Luckily, that didn’t happen to me this time around. While I arrived in the Thunder Bay Chapters parking lot with butterflies the size of condors in my belly, I doused them with a good dose of Starbucks coffee and did my superman routine once again. Slapping on some warpaint (i.e. makeup) and a jacket does wonders for one’s self-confidence!
I did just about scare one shopper out of his skin, though. When I first walked in, I was so overcome with excitement at the sight of a pile of my books on “my” table that I exclaimed loudly to the man reading the blurb on the back cover – “that’s my book!” He looked visibly startled and sort of backed away. Note to self: tone it down a bit…
Over the next few hours, at least a dozen people stopped by to chat, including former Laurentian pilots Bill Howe and Ron Kyle (who brought along his 1970’s era LAS baseball hat). In fact, it turned into a bit of a reunion at my table as Bill and Ron ran into former air traffic controllers, pilots, and other folks they knew. Bush pilot Phil Mostow’s son happened to be in the store and he joined the conversation too. It sure is a small world!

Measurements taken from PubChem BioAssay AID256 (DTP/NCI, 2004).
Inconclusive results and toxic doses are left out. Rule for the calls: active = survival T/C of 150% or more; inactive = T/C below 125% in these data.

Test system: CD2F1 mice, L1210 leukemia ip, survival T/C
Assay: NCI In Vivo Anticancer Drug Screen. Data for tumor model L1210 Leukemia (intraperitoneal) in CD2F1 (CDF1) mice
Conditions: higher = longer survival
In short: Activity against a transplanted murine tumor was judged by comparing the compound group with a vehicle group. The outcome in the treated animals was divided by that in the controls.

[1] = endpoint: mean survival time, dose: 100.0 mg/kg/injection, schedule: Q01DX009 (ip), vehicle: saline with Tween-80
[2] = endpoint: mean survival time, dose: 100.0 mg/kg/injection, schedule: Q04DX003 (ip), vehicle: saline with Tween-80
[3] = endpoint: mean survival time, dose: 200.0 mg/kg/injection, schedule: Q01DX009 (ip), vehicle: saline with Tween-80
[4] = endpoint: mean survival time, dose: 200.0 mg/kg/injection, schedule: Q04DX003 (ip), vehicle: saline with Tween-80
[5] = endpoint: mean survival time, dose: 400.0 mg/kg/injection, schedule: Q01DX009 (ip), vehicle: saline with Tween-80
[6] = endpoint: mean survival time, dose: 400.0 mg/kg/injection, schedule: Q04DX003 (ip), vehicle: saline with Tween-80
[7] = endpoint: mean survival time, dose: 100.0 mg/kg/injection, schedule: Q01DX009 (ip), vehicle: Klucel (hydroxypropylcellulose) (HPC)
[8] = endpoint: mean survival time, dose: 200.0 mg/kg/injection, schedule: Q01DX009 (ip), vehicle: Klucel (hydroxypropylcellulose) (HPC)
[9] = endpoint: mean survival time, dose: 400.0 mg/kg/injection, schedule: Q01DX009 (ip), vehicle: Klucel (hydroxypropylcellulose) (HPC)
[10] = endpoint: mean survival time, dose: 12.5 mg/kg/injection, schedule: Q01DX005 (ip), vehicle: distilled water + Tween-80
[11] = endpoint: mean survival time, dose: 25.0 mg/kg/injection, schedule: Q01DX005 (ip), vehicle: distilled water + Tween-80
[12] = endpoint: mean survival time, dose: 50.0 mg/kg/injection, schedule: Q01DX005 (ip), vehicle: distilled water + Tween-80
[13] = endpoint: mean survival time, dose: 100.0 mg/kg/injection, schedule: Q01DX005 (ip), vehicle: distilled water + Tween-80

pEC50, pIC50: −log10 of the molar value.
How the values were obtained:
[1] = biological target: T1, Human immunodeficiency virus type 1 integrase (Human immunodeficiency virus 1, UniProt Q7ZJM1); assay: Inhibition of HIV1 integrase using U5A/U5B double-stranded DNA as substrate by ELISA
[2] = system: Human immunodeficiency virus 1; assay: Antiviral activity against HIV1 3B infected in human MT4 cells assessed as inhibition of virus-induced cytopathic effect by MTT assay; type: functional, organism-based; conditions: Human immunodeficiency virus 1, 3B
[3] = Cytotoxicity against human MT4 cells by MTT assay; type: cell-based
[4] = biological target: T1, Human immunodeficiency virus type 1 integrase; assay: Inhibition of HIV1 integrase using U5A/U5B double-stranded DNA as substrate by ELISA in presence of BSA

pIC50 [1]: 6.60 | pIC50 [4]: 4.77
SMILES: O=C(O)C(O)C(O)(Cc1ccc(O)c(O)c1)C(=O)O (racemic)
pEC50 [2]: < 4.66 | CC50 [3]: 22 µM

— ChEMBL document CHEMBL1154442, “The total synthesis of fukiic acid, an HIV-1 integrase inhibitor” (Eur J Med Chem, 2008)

At 5pm Doug and I rushed off to grab some dinner and go to a grocery store to pick up supplies for our evening engagement at the Thunder Bay Historical Museum. After quickly walking Riker (our dog), we started setting things up in the museum. Intially, Dr. Tory Tronrud, the director of the museum, had us in the main room with rows of seating and an intimidating dinosaur skeleton in the back. I made the decision to move to the room next door, which was more intimate, had lots of natural light, and was set up for refreshments. A couple of people involved in the Northern Ontario Aviation Heritage Centre came by to chat – Denise Lyzun and David Kemp – and Dean Mostow and Bill Howe joined us for a continuation of our earlier chat.